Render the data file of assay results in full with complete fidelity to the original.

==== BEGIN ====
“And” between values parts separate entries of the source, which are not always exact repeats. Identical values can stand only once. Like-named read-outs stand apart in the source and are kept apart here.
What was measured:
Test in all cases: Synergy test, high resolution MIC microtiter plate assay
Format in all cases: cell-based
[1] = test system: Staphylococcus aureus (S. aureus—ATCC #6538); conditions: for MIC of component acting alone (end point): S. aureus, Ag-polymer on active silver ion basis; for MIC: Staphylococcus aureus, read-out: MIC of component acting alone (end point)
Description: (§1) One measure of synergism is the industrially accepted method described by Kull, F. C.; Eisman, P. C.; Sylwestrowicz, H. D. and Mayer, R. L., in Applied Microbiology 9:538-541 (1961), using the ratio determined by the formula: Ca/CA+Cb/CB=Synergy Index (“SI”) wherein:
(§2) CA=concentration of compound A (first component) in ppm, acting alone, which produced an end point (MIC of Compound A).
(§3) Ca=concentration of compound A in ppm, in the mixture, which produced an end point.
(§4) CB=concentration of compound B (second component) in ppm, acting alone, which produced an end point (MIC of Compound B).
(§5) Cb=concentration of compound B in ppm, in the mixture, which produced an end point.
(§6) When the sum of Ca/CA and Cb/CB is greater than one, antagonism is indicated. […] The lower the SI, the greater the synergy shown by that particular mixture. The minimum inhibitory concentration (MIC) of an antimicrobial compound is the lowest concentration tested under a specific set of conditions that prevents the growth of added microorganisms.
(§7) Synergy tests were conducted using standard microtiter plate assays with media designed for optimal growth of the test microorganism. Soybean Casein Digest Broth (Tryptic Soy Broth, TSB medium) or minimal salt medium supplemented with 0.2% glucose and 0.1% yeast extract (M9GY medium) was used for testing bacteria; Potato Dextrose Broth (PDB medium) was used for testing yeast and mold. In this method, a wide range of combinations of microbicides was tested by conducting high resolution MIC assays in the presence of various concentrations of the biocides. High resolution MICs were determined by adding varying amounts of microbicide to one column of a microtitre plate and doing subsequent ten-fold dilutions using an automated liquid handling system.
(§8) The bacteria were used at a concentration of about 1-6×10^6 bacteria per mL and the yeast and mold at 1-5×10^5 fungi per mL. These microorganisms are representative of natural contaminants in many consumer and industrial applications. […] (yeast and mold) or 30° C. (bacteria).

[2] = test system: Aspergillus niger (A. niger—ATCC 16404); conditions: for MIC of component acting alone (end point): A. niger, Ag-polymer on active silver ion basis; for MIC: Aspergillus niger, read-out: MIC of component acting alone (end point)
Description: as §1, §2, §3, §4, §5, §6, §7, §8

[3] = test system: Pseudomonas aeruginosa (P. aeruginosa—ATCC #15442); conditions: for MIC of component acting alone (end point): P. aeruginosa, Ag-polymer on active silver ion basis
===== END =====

“And” between values parts separate entries of the source, which are not always exact repeats. Identical values can stand only once. Like-named read-outs stand apart in the source and are kept apart here.
What was measured:
Test in all cases: Synergy test, high resolution MIC microtiter plate assay
Format in all cases: cell-based
[1] = test system: Staphylococcus aureus (S. aureus—ATCC #6538); conditions: for MIC of component acting alone (end point): S. aureus, Ag-polymer on active silver ion basis; for MIC: Staphylococcus aureus, read-out: MIC of component acting alone (end point)
Description: (§1) One measure of synergism is the industrially accepted method described by Kull, F. C.; Eisman, P. C.; Sylwestrowicz, H. D. and Mayer, R. L., in Applied Microbiology 9:538-541 (1961), using the ratio determined by the formula: Ca/CA+Cb/CB=Synergy Index (“SI”) wherein:
(§2) CA=concentration of compound A (first component) in ppm, acting alone, which produced an end point (MIC of Compound A).
(§3) Ca=concentration of compound A in ppm, in the mixture, which produced an end point.
(§4) CB=concentration of compound B (second component) in ppm, acting alone, which produced an end point (MIC of Compound B).
(§5) Cb=concentration of compound B in ppm, in the mixture, which produced an end point.
(§6) When the sum of Ca/CA and Cb/CB is greater than one, antagonism is indicated. […] The lower the SI, the greater the synergy shown by that particular mixture. The minimum inhibitory concentration (MIC) of an antimicrobial compound is the lowest concentration tested under a specific set of conditions that prevents the growth of added microorganisms.
(§7) Synergy tests were conducted using standard microtiter plate assays with media designed for optimal growth of the test microorganism. Soybean Casein Digest Broth (Tryptic Soy Broth, TSB medium) or minimal salt medium supplemented with 0.2% glucose and 0.1% yeast extract (M9GY medium) was used for testing bacteria; Potato Dextrose Broth (PDB medium) was used for testing yeast and mold. In this method, a wide range of combinations of microbicides was tested by conducting high resolution MIC assays in the presence of various concentrations of the biocides. High resolution MICs were determined by adding varying amounts of microbicide to one column of a microtitre plate and doing subsequent ten-fold dilutions using an automated liquid handling system.
(§8) The bacteria were used at a concentration of about 1-6×10^6 bacteria per mL and the yeast and mold at 1-5×10^5 fungi per mL. These microorganisms are representative of natural contaminants in many consumer and industrial applications. […] (yeast and mold) or 30° C. (bacteria).

[2] = test system: Aspergillus niger (A. niger—ATCC 16404); conditions: for MIC of component acting alone (end point): A. niger, Ag-polymer on active silver ion basis; for MIC: Aspergillus niger, read-out: MIC of component acting alone (end point)
Description: as §1, §2, §3, §4, §5, §6, §7, §8

[3] = test system: Pseudomonas aeruginosa (P. aeruginosa—ATCC #15442); conditions: for MIC of component acting alone (end point): P. aeruginosa, Ag-polymer on active silver ion basis